Family finds hope within heartache

POULSBO — Betty Bennett sifts through a thick stack of family photos. She knows them all by heart. They are uncles, grandfathers, mothers, sisters, daughters and sons, and she tells her family lineage flawlessly as if she’s told it a thousand times before.

POULSBO — Betty Bennett sifts through a thick stack of family photos. She knows them all by heart. They are uncles, grandfathers, mothers, sisters, daughters and sons, and she tells her family lineage flawlessly as if she’s told it a thousand times before.

But there is one cloud that hangs over these stories. It’s called Polycystic Kidney Disease (or PKD) and it’s been taking members of her family for at least seven generations. She and her sisters struggle with it daily, her son is a carrier and she holds the burden of someday knowing the fates of her two young grandsons.

But all is not lost.

“This isn’t a death sentence, it’s something you can work with,” Bennett explained.

This month Bennett and many of her family members from around the state will participate in the first ever “Walk for PKD” in Washington State Sept. 29.

The 2.8-mile walk around Greenlake is an event to raise spirits, awareness and money for PKD. The trek will likely be very difficult for family members living with the disease, for whom even a quick trip to the store can be an exhausting event.

“It might as well be climbing a mountain,” Bennett commented.

But, she said, making people more aware of this disease and supporting research that may someday find a cure is all the reason she needs to climb that proverbial mountain.

Although PKD affects 600,000 people nationwide — more than cystic fibrosis, muscular dystrophy, hemophilia, sickle cell anemia and downs syndrome combined — it receives relatively little attention.

It is a disease that causes painful cysts to grow on the inner and outer walls of the kidney. A healthy kidney is the size of a fist but Bennett’s sister, Rebecca Finch, who suffered kidney failure from PKD 12 years ago, had a kidney removed that was 21 inches long.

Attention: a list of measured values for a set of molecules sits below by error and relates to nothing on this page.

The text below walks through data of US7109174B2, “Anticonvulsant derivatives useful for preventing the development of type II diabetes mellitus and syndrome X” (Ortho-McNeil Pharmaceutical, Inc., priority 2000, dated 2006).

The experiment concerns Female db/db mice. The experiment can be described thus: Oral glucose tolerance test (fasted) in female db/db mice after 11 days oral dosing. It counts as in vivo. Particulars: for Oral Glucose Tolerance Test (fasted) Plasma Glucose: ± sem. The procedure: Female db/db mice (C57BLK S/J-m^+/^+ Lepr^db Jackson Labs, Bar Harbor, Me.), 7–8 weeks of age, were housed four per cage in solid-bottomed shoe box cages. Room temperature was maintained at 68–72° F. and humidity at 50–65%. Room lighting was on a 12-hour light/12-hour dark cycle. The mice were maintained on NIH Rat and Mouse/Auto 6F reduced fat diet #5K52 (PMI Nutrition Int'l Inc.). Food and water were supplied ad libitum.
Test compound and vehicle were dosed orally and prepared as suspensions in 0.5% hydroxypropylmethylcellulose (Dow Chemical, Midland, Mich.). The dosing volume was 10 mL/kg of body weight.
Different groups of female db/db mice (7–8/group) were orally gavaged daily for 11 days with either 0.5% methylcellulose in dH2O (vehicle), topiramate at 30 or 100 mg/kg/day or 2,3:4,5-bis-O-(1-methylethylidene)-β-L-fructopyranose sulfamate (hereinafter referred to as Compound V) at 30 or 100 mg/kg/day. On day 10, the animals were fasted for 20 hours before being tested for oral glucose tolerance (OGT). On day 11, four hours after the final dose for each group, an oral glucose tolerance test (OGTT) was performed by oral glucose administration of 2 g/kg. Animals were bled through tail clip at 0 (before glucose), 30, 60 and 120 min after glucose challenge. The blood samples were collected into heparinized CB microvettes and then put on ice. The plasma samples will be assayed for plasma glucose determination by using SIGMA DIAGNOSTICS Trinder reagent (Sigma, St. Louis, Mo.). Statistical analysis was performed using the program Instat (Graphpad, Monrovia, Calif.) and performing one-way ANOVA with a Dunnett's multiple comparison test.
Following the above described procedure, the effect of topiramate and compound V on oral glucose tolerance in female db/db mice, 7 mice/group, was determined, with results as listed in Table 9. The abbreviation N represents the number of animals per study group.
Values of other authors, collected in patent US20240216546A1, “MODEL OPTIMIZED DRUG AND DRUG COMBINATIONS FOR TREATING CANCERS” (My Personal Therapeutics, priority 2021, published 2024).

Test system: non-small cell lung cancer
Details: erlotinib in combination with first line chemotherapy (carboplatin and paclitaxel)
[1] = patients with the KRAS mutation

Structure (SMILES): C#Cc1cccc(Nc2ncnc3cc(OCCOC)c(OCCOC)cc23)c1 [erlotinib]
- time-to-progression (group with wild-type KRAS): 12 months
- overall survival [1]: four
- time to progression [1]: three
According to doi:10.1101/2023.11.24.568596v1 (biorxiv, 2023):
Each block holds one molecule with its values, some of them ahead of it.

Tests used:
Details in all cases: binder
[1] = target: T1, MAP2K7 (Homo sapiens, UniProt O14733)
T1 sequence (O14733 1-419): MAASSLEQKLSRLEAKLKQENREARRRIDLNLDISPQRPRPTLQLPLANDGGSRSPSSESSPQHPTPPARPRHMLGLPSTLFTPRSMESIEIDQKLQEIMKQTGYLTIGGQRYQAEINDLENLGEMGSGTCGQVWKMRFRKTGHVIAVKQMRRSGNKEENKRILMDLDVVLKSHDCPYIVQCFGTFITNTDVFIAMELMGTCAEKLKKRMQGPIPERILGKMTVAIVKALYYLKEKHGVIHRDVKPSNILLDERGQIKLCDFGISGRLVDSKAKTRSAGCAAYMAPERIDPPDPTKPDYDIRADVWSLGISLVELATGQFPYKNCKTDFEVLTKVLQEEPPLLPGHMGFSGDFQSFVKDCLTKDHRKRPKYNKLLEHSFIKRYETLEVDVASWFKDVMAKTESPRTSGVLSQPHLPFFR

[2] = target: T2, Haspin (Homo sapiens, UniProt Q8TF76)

The most common side affects of PKD are extreme fatigue, kidney failure and aneurysms. Because kidney function is so essential to many other aspects of a person’s physiology, PKD often causes a whole host of other health problems.

“On my good days I’ll have the feeling like I’m coming down with the flu,” noted Christlyn Hill, Bennett’s other sister who also lives with PKD.

The sisters say one of the hardest aspects of the disease is that they look relatively healthy to most people, but inside the disease takes a huge toll.

“I quit work in 1993. People I worked with would say things like ‘Why don’t you stop by the grocery store on your way home?’ Or ‘Why don’t you make a doctors appointment when you get home?’ They had no idea that by the time I walked out the door and drove home I’d be so tired I’d have to sit in the car for half an hour just to be able to walk in the front door.”

“I get the dirtiest looks from people when I take a handi-capped parking space at the store,” added Finch.

The sisters are the grand daughters of Earl and Madge Jull who were the first English family to immigrate to Poulsbo in 1925.

The family began to become aware of its history of PKD when Madge Jull passed away from the disease. Bennett said she’s managed to trace PKD through death certificates and medical records up the maternal line of her family tree for at least seven generations. And because the family can trace the disease so far into its history, they have been widely studied in the PKD community, which is trying to pinpoint the disease’s origin.

Bennett, who suffers from tennis ball sized cysts in her kidneys but who still has kidney function, has been actively involved with the national PKD Foundation, and said all of the research and work is worth it.

“I turned 60 years old at the national PKD conference in Portland this year,” noted Bennett. “What better place to spend my birthday, I was there trying to save my son and daughter.”

Despite the emotional roller coasters and physical pain the sisters have been through, they are a close-knit family and try to take their disease in stride and even laugh and make jokes about their condition. The Poulsbo family has named their team for this year’s PKD walk “Challenge” and although they know the relatively short walk could take them all day, they say the accomplishment will be worth it.

“When we decide we want to do something we’ll do it, like this walk, but we’ll probably be tired for a week afterwards,” Bennett said. “We’ll do it one step at a time and each step in memory of another family member.”

For more information about PKD or to contribute to team Challenge, contact Betty Bennett at or go to

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